Giannis Antetokounmpo
Joel Embiid

This is Embiid’s first All-Star Game, it’s LeBron’s 14th (one behind Kobe Bryant’s all-time record of 15). Anthony Davis is back after dropping a record 52 points in last year’s All-Star Game, and with him and Cousins starting it’s the first time New Orleans has had two starters.

In the East, Victor Oladipo and Kristaps Porzingis both just missed the cut (the players had him as a starter over Embiid, but the fans and media did not), and in the West it was Russell Westbrook and Draymond Green who were just on the outside looking in (the fans voted Green a starter, while the media had LaMarcus Aldridge in the starting five. All of them are basically locks to be selected by the coaches for the All-Star team.

Here is the voting breakdown, where each player’s score is weighted based on 50 percent for fan vote, 25 percent for player vote, and 25 percent for media vote [if you care, the formula to get the weighted score is (Fan Rank * 2 + Player Rank + Media Rank)/4].

Eastern Conference Frontcourt

Player (Team) Fan Rank Player Rank Media Rank Weighted Score
1. *#LeBron James (Cleveland)      1      2      1      1.25
2. *Giannis Antetokounmpo (Milwaukee)      2      1      1      1.5
3. *Joel Embiid (Philadelphia)      3      4      3      3.25
4. Kristaps Porzingis (New York)      4      3      4      3.75
5. Kevin Love (Cleveland)      5      6      7      5.75
6. Al Horford (Boston)      7      8      5      6.75
7. Andre Drummond (Detroit)      9      5      6      7.25
8. Jayson Tatum (Boston)      6      12      8      8.0
9. Enes Kanter (New York)      8      9      8      8.25
10. Dwight Howard (Charlotte)      10      13      8      10.25

 

Eastern Conference Guards

Player (Team) Fan Rank Player Rank Media Rank Weighted Score
1. *Kyrie Irving (Boston)      1      1      1      1.0
2. *DeMar DeRozan (Toronto)      2      2      2      2.0
3. Victor Oladipo (Indiana)      4      3      3      3.5
4. Ben Simmons (Philadelphia)      3      6      6      4.5
5. John Wall (Washington)      6      4      4      5.0
6. Bradley Beal (Washington)      9      5      4      6.75
7. Isaiah Thomas (Cleveland)      7      9      6      7.25
8. Kyle Lowry (Toronto)      8      7      6      7.25
9. Dwyane Wade (Cleveland)      5      15      6      7.75
10. Eric Bledsoe (Milwaukee)      12      10      6      10.0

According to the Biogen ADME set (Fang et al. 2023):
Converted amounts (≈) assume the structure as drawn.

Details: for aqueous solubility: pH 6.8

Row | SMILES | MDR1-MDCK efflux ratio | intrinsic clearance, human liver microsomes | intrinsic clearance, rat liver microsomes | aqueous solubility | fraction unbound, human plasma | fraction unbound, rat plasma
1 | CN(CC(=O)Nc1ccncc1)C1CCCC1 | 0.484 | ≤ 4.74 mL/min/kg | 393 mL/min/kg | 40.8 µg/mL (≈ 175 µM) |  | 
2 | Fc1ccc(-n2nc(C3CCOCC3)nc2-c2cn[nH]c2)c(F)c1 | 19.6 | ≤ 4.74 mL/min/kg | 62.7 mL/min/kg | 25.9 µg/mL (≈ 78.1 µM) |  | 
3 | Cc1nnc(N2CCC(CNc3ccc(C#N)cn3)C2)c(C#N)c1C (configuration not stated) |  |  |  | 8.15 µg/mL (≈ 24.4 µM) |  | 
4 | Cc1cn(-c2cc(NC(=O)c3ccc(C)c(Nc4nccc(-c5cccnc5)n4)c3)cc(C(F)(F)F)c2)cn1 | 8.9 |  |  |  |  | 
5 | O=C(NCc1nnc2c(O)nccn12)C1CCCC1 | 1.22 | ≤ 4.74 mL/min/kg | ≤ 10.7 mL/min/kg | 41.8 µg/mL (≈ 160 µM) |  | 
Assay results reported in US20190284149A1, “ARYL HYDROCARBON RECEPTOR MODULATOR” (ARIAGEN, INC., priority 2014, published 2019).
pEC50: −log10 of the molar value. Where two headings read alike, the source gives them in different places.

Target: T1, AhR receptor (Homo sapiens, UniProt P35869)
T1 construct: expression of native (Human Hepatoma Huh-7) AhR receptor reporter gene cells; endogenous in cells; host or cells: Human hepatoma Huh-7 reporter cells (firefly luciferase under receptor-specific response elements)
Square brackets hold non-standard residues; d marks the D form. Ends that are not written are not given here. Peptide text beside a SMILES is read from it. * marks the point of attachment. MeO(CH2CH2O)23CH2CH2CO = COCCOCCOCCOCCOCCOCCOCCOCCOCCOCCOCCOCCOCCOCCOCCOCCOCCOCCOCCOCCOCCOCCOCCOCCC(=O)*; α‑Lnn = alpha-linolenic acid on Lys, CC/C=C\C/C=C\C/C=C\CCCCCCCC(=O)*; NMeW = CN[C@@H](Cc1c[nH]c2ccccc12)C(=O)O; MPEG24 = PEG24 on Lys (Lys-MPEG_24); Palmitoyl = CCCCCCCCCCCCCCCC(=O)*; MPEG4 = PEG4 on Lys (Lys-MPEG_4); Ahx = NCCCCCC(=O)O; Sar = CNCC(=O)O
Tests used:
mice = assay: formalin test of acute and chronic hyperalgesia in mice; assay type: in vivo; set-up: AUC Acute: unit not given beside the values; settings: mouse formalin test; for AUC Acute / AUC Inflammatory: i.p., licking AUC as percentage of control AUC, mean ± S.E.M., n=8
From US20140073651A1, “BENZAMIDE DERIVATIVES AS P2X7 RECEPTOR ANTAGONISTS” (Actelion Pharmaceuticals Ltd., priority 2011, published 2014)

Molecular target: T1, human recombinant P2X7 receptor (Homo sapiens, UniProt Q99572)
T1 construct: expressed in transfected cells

*–Voted to start
#–Team captain

Western Conference Frontcourt

Player (Team) Fan Rank Player Rank Media Rank Weighted Score
1. *Kevin Durant (Golden State)      1      1      1      1.0
2. *Anthony Davis (New Orleans)      3      2      2      2.5
3. *DeMarcus Cousins (New Orleans)      4      3      4      3.75
4. Draymond Green (Golden State)      2      7      6      4.25
5. Paul George (Oklahoma City)      5      6      7      5.75
6. LaMarcus Aldridge (San Antonio)      8      4      3      5.75
7. Karl-Anthony Towns (Minnesota)      9      5      4      6.75
8. Kawhi Leonard (San Antonio)      6      8      9      7.25
9. Carmelo Anthony (Oklahoma City)      7      9      9      8.0
10. Kyle Kuzma (L.A. Lakers)      10      12      9      10.25

    

Western Conference Guards

Player (Team) Fan Rank Player Rank Media Rank Weighted Score
1. *#Stephen Curry (Golden State)      1      1      2      1.25
2. *James Harden (Houston)      3      2      1      2.25
3. Russell Westbrook (Oklahoma City)      4      3      3      3.5
4. Manu Ginobili (San Antonio)      2      8      7      4.75
5. Klay Thompson (Golden State)      5      9      5      6.0
6. Chris Paul (Houston)      7      7      5      6.5
7. Damian Lillard (Portland)      8      4      7      6.75
8. Jimmy Butler (Minnesota)      9      6      4      7.0
9. Devin Booker (Phoenix)      10      4      7      7.75
10. Lonzo Ball (L.A. Lakers)      6      13      7      8.0

 

*–Voted to start
#–Team captain